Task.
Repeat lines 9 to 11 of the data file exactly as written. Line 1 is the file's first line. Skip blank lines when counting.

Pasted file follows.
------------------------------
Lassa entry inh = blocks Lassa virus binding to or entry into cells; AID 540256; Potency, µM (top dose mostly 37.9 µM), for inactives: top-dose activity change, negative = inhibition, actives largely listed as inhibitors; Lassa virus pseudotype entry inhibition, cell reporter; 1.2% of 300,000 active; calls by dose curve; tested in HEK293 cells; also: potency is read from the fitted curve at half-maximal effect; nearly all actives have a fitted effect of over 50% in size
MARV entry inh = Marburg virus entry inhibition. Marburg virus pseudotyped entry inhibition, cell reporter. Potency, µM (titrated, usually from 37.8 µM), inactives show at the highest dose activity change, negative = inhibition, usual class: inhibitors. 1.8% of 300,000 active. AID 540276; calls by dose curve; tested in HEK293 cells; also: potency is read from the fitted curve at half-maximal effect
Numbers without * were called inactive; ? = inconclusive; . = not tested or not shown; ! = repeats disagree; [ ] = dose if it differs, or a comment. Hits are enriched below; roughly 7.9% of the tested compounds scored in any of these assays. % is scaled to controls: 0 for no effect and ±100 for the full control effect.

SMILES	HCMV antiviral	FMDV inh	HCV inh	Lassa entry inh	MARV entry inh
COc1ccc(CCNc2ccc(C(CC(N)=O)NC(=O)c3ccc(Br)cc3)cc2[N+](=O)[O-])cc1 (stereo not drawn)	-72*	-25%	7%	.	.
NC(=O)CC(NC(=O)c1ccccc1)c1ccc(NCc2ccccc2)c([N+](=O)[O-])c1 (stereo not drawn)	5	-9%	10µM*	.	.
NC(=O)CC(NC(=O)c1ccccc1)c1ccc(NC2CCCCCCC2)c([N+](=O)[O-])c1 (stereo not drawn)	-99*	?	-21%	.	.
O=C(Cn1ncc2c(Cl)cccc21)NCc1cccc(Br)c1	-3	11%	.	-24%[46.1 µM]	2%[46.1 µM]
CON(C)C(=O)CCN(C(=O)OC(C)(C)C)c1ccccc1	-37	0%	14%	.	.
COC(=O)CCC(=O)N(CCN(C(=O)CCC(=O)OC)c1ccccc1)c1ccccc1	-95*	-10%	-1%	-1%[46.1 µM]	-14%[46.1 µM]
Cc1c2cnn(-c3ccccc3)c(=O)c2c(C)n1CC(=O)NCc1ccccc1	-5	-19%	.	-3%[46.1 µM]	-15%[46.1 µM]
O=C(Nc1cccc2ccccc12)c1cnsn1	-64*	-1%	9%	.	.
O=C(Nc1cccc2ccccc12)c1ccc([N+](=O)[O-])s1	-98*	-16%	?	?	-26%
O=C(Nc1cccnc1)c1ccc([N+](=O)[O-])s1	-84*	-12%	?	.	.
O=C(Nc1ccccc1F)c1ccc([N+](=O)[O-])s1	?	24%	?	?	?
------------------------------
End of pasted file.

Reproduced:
CON(C)C(=O)CCN(C(=O)OC(C)(C)C)c1ccccc1	-37	0%	14%	.	.
COC(=O)CCC(=O)N(CCN(C(=O)CCC(=O)OC)c1ccccc1)c1ccccc1	-95*	-10%	-1%	-1%[46.1 µM]	-14%[46.1 µM]
Cc1c2cnn(-c3ccccc3)c(=O)c2c(C)n1CC(=O)NCc1ccccc1	-5	-19%	.	-3%[46.1 µM]	-15%[46.1 µM]